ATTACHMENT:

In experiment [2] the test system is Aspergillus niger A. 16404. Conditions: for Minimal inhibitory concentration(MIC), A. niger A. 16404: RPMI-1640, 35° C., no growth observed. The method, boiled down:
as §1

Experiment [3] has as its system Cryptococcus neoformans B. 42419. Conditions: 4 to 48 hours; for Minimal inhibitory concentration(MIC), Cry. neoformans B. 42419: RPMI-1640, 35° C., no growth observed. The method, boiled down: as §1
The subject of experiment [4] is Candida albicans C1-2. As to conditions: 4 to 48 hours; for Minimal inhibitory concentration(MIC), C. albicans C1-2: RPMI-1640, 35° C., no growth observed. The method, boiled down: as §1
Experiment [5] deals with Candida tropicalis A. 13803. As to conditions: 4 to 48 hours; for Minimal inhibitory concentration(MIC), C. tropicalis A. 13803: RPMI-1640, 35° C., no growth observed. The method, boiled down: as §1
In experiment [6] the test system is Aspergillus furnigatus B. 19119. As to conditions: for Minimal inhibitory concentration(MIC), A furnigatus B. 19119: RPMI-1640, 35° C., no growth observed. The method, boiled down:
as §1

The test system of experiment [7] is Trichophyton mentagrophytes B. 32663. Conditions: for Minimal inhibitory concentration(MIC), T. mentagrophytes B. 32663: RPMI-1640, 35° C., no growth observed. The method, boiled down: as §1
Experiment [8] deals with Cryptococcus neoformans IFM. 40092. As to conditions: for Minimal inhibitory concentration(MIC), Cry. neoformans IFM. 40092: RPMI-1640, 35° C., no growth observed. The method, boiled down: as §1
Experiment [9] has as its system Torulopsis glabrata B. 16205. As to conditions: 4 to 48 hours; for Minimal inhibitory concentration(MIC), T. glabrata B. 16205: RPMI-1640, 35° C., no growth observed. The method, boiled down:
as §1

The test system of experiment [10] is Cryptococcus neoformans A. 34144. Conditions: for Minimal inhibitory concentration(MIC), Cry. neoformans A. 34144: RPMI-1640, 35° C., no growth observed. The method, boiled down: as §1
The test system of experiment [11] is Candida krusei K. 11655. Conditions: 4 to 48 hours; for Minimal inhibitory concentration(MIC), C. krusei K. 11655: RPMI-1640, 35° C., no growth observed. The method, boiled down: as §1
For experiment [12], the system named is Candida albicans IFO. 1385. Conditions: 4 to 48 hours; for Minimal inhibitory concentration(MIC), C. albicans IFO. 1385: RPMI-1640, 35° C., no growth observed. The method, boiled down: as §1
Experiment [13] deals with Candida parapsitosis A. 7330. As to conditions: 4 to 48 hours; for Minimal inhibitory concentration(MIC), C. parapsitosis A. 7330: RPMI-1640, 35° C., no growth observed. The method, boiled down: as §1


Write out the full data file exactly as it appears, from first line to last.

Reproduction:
In experiment [2] the test system is Aspergillus niger A. 16404. Conditions: for Minimal inhibitory concentration(MIC), A. niger A. 16404: RPMI-1640, 35° C., no growth observed. The method, boiled down:
as §1

Experiment [3] has as its system Cryptococcus neoformans B. 42419. Conditions: 4 to 48 hours; for Minimal inhibitory concentration(MIC), Cry. neoformans B. 42419: RPMI-1640, 35° C., no growth observed. The method, boiled down: as §1
The subject of experiment [4] is Candida albicans C1-2. As to conditions: 4 to 48 hours; for Minimal inhibitory concentration(MIC), C. albicans C1-2: RPMI-1640, 35° C., no growth observed. The method, boiled down: as §1
Experiment [5] deals with Candida tropicalis A. 13803. As to conditions: 4 to 48 hours; for Minimal inhibitory concentration(MIC), C. tropicalis A. 13803: RPMI-1640, 35° C., no growth observed. The method, boiled down: as §1
In experiment [6] the test system is Aspergillus furnigatus B. 19119. As to conditions: for Minimal inhibitory concentration(MIC), A furnigatus B. 19119: RPMI-1640, 35° C., no growth observed. The method, boiled down:
as §1

The test system of experiment [7] is Trichophyton mentagrophytes B. 32663. Conditions: for Minimal inhibitory concentration(MIC), T. mentagrophytes B. 32663: RPMI-1640, 35° C., no growth observed. The method, boiled down: as §1
Experiment [8] deals with Cryptococcus neoformans IFM. 40092. As to conditions: for Minimal inhibitory concentration(MIC), Cry. neoformans IFM. 40092: RPMI-1640, 35° C., no growth observed. The method, boiled down: as §1
Experiment [9] has as its system Torulopsis glabrata B. 16205. As to conditions: 4 to 48 hours; for Minimal inhibitory concentration(MIC), T. glabrata B. 16205: RPMI-1640, 35° C., no growth observed. The method, boiled down:
as §1

The test system of experiment [10] is Cryptococcus neoformans A. 34144. Conditions: for Minimal inhibitory concentration(MIC), Cry. neoformans A. 34144: RPMI-1640, 35° C., no growth observed. The method, boiled down: as §1
The test system of experiment [11] is Candida krusei K. 11655. Conditions: 4 to 48 hours; for Minimal inhibitory concentration(MIC), C. krusei K. 11655: RPMI-1640, 35° C., no growth observed. The method, boiled down: as §1
For experiment [12], the system named is Candida albicans IFO. 1385. Conditions: 4 to 48 hours; for Minimal inhibitory concentration(MIC), C. albicans IFO. 1385: RPMI-1640, 35° C., no growth observed. The method, boiled down: as §1
Experiment [13] deals with Candida parapsitosis A. 7330. As to conditions: 4 to 48 hours; for Minimal inhibitory concentration(MIC), C. parapsitosis A. 7330: RPMI-1640, 35° C., no growth observed. The method, boiled down: as §1